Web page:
As a kid, I hated, hated Lakeside Amusement Park. It probably had something to do with the early trauma of riding that godforsaken roller coaster known as the Chipmunk. And even though my grandfather took me on the Cyclone every year on Samsonite Day -- promising me that no, we would not in fact plunge to our deaths in the lake -- I still wanted to go to Elitch's. Where my friends went; where the cool kids went. Fast-forward twenty years, and you can't force me to set foot inside that corporate theme park known as Six Flags Elitch Gardens. I'm straight-up a Lakeside girl. It's still got the old-school rides and carny atmosphere that remind me of a great county fair. The place just doesn't get enough respect.
Starting tonight, Denver artist Christina Ianni gives Lakeside its props with her photographic exhibit Tilt-a-Whirl World, at the Kirk Norlin Gallery, 4430 Tennyson Street. But there aren't just glamour shots on display. Part of the allure of Ianni's work is the cheap toy cameras she used to snap the images.
"None of them I can focus with; you just shoot," Ianni says. "I was at this antique store, and I came across this photo of Lakeside, probably from the 1930s, and I figured somebody took it with a plastic cheapo camera back then, so why not do it now and see what you get?"
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What she got were rich, magical photos that capture the beauty and nostalgia of one of Denver's great cultural legacies. The images of the groovy coasters and other crowd favorites are on display through October 30, but tonight's opening reception from 6 to 11 p.m. features the added bonus of popcorn and cotton candy. And for just $75, you can take home your very own framed piece of local lore. The hard part will be choosing which one.
For me, it sure as hell won't be a photo of the Chipmunk. I still haven't forgiven that beast. Call 303-477-1847 for information. -- Amy Haimerl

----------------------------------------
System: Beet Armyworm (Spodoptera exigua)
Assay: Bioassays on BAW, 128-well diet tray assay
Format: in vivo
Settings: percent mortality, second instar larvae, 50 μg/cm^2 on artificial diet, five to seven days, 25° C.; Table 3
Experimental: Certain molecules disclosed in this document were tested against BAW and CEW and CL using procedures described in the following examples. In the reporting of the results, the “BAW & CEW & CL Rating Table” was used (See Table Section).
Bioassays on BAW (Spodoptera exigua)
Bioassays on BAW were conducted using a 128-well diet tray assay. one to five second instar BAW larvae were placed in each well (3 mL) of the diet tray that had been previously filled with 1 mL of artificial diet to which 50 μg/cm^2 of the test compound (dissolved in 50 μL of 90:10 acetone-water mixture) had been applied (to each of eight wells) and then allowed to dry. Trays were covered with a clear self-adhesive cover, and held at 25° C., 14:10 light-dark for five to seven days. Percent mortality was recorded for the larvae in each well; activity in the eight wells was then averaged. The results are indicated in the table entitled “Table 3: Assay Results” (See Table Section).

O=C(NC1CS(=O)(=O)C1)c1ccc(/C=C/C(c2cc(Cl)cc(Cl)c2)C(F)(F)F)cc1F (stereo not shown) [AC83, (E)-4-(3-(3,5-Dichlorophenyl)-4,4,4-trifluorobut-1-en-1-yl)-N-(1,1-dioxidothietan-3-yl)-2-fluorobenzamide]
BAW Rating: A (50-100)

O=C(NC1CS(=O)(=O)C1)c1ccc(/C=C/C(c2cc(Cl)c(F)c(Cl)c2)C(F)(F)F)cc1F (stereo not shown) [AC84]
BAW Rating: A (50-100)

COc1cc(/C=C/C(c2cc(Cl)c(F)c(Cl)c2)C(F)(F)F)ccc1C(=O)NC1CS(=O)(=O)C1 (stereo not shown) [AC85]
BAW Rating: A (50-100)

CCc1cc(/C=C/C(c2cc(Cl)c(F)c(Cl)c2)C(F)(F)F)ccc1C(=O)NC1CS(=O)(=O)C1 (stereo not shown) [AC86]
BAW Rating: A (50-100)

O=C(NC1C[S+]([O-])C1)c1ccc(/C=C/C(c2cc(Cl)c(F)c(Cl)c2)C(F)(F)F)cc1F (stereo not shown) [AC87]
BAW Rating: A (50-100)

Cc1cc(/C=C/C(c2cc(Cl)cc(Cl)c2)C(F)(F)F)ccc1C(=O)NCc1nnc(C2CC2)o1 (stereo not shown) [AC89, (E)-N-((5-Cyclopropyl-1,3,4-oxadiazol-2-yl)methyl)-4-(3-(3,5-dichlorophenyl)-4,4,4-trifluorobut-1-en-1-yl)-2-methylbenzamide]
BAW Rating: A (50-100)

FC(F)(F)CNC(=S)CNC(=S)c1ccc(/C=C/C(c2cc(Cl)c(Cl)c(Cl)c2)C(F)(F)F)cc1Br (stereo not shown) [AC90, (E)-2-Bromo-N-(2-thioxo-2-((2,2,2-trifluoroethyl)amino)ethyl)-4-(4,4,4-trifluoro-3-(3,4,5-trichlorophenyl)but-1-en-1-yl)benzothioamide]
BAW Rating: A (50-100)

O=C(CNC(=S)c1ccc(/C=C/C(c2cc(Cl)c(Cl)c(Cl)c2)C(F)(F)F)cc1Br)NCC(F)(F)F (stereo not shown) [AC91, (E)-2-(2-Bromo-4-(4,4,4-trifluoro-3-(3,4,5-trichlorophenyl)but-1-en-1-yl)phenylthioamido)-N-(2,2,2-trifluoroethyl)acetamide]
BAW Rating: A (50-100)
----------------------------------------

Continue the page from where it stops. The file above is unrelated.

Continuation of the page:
Poking at the Political Paradigm
Vision for America seeks focus
Shake it up. That's the intent behind Vision for America, a three-day conference of film and rap sessions with local and national leaders from all points along the political spectrum.
"There's probably more common ground regarding the issues than people know," says Heather Larrabee of the sponsoring group Organizing Political Education With Non-Partisanship. "We want to get people talking across political lines and create dynamic change in our community."
The symposium features seventeen film screenings and seven panel discussions. Those who've grabbed a panel seat at the political parley are State Board of Education member D. Rico Munn, former Denver councilwoman Susan Barnes-Gelt, Colorado Freedom Report's Ari Armstrong, Colorado GOP communications director Bill Ray and former CIA official Herbert E. Meyer. Vision for America opens at 7 p.m. tonight at the Colorado Convention Center, 700 14th Street, with a screening of Mark Wojahn's What America Needs, followed by a discussion with Wojahn; tickets are $8. Conference tickets, $15 to $30, are available at all TicketsWest locations. For details, call 720-841-6165 or visit www.opencolorado.org. -- Kity Ironton
"Life Is," a print from photographer Theodore Lau, is one of more than 120 pieces being auctioned in Art for Life. The title of Lau's black-and-white image of food seems particularly appropriate because the proceeds from tonight's third annual benefit support Project Angel Heart, a nonprofit that delivers meals to the homes of patients with HIV/AIDS and other illnesses. The gala is from 5 to 9 p.m. at Abend Gallery, 2260 East Colfax Avenue. And that's not all: On Sunday, October 3, Angel Heart supporters can enjoy another auction and hear live music at Sambuca, 1320 15th Street, from 6 to 9 p.m. To view auction pieces or to purchase tickets, $25, visit www.projectangelheart.org. To reserve a table at Sambuca, call 303-629-5299. -- Caroline Bankoff
An Elephant Never Forgets
The circus is back in town
When the 134th edition of The Ringling Brothers and Barnum & Bailey Greatest Show on Earth shuffles into town today, it will be touting the new slogan "Tempting Fate Daily." Cocky, fellas, very cocky. Seeing as Denver just voted on an ordinance prohibiting the display of wild or exotic animals for public entertainment and amusement, such a slogan might seem like a slap in the face to those who unsuccessfully voted to ban the circus. Not at all, says the circus; the fate that is tempted occurs when a madman risks life, limb and spangled tights by performing atop a harrowing high wire and doing other zany circus tricks.
And here I was thinking they meant beating elephants and lions in a just barely visible manner.
For better or for worse, the circus will be at the Pepsi Center, 1000 Chopper Circle, through October 10, and the Denver Coliseum, 4600 Humboldt Street, from October 13 through 17. Opening-night shows are $10, regular performances, $13; tickets are available at arena box offices or at 303-830-TIXS.
Enjoy your tough animal love. -- Adam Cayton-Holland
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